This shared limitation of one per campus applies to L0406 Challenge America Fast-Track (4/14/2016 deadline) AND L0468a&b Art Works (both 2/18/2016 and 7/14/2016 deadlines).

To apply for IU Internal competition:

For consideration, submit the following documents electronically to Etta Ward, emward@iupui.edu, by January 20, 2016 for internal competition. To expedite the review process, we request that investigators who intend to submit a proposal send an email 1 week before the internal deadline with the intended investigator names and affiliations and proposal title to your campus representative with the subject line: NEA Notice of Intent.

  • 1-2 page Project Narrative (limitation does not include references) listing the discipline of interest at the top.
  • A letter of support from Chair or Dean (letter must include IU units which will be contributing required match)
  • Abbreviated CV, not exceeding 3 pages, or a biosketch for the PI

IUPUI Cultural Arts Gallery, IU Art Museum partner to showcase Morton Bradley’s math-inspired art

NDIANAPOLIS — With their brilliant colors and their display of the Harvard University graduate’s understanding of science, Morton C. Bradley’s sculptures are full of life. When viewed, the mathematically inspired creations evoke words such as “crystal,” “kaleidoscope,” “prism” and “snowflake.”

The Cultural Arts Gallery at Indiana University-Purdue University Indianapolis, in partnership with the Indiana University Art Museum in Bloomington, invites the IUPUI campus community and the public to view an upcoming exhibit of Bradley’s work.

“Color and Form: Selected Works by Morton C. Bradley Jr.” opens Monday, Jan. 7, and runs through Friday, Jan. 25, at the IUPUI Cultural Arts Gallery in Suite 240 of the IUPUI Campus Center, 420 University Blvd. Nine of Bradley’s hanging sculptures and 11 sculptures mounted on pedestals will be on display.

Morton C. “Bob” Bradley, born in 1912, was the visionary behind the geometric sculptures that were created over decades by a workshop of talented artists and engineers. Bradley bequeathed the creations to Indiana University at his death in 2004.

“Bob Bradley’s works represent a complex combination of geometry and color theory,” said Sherry Rouse, curator of campus art at IU Bloomington. “He started simply but grew to love the more complex forms of the stellated dodecahedra and the icosahedra as he worked with his fabricators to create sculptures. Toward the end of his life, he began to experiment with minimal surface sculptures that are delightful to the eye and challenging to the viewer.”

Bradley’s first art pieces were paintings and drawings that were unrelated to the sculptures. His work evolved into an exploration of the Platonic solids and progressed to other polyhedrons, with his designs progressing over the years.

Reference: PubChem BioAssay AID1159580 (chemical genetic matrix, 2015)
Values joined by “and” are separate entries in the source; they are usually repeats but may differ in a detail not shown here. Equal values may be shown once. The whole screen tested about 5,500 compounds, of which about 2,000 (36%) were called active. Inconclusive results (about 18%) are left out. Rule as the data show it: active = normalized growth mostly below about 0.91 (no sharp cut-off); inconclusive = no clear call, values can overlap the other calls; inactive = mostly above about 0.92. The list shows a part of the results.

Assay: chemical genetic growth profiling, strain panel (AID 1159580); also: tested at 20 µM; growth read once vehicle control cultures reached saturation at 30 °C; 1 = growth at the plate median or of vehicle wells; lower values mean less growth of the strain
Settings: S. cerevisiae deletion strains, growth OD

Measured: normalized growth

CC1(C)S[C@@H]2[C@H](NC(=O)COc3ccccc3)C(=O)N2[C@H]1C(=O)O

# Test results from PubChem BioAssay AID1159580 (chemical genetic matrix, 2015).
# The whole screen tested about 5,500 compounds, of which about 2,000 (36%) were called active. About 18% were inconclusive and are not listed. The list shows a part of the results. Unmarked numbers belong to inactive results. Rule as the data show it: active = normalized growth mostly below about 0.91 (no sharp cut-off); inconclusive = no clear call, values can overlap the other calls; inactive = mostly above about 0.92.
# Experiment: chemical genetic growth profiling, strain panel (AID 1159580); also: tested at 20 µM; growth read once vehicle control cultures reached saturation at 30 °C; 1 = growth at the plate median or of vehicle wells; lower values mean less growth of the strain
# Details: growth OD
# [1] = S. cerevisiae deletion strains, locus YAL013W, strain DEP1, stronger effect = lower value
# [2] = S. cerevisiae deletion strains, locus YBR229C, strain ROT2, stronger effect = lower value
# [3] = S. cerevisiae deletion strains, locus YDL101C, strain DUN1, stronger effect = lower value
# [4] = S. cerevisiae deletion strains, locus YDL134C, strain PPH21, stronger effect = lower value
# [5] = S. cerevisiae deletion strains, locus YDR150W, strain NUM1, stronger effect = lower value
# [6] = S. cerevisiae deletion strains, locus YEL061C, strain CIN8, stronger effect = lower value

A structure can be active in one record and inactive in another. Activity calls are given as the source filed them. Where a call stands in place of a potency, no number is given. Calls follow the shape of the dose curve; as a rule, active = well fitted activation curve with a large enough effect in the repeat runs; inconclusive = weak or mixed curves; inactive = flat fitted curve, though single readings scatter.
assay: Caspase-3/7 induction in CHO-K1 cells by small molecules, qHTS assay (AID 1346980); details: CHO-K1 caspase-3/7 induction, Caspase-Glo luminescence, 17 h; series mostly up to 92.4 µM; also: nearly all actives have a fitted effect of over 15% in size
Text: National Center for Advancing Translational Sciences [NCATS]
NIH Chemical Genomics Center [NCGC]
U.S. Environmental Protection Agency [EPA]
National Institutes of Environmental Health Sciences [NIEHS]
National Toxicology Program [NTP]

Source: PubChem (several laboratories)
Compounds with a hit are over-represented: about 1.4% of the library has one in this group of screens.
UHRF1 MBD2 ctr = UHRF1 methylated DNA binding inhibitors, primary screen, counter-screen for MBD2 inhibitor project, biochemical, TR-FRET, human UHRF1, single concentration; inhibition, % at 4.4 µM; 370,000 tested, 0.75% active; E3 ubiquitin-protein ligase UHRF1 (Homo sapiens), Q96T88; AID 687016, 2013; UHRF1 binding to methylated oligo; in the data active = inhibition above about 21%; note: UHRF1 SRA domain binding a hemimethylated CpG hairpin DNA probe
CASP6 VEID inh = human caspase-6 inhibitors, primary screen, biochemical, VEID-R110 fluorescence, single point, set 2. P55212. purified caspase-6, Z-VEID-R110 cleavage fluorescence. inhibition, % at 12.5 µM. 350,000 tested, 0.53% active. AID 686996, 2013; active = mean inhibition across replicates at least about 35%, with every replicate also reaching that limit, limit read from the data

Much of Bradley’s inspiration came from traditional two-dimensional patterns from around the world, such as Italian cathedrals and Egyptian and Arabic architecture and textiles. His transformation of the two-dimensional patterns onto multiple intersecting planes resulted in the three-dimensional forms.

Bradley worked as a painting conservator at the Fogg Museum at Harvard and wrote “The Treatment of Pictures,” the 1950 book that remains a historic reference for painting conservators. He was also a researcher and theorist on subjects such as sentence structure, teaching methodology for foreign languages, anthropometry and music theory.

“Morton Bradley was a quiet genius whose accomplishments as an artist deal with great universal ideas,” said Heidi Gealt, director of the IU Art Museum. “It is a genuine pleasure to share Mr. Bradley’s beautiful legacy with Cultural Arts Galley patrons.”

Exhibit activities include a lecture and book signing featuring Lynn Gamwell, a leading author on the intersection of art, mathematics and science. Gamwell is the author of “Color and Form: The Geometric Sculptures of Morton C. Bradley, Jr.,” recently published by IU Press. Gamwell put Bradley’s unique fusion of color, form and mathematical ideas in its historical context in her earlier book, “Exploring the Invisible: Art, Science, and the Spiritual.”

Gamwell’s lecture will take place from 4 to 5 p.m. Tuesday, Jan. 22, in Room 450A of the IUPUI Campus Center. The book signing precedes the lecture, from 3 to 4 p.m., in the Barnes & Noble on the first floor of the IUPUI Campus Center.

“Color and Form,” a traveling exhibit previously on view at Indiana University Northwest, is made possible through IU’s Moveable Feast of the Arts Initiative, supported by the Lilly Endowment.

The IUPUI Cultural Arts Gallery is open to the public from 10 a.m. to 7 p.m. Monday through Saturday and 1 to 7 p.m. Sunday. Admission is free.

Source: http://newscenter.iupui.edu/5888/IUPUI-Cultural-Arts-Gallery-IU-Art-Museum-partner-to-showcase-Morton-Bradleys-mathinspired-art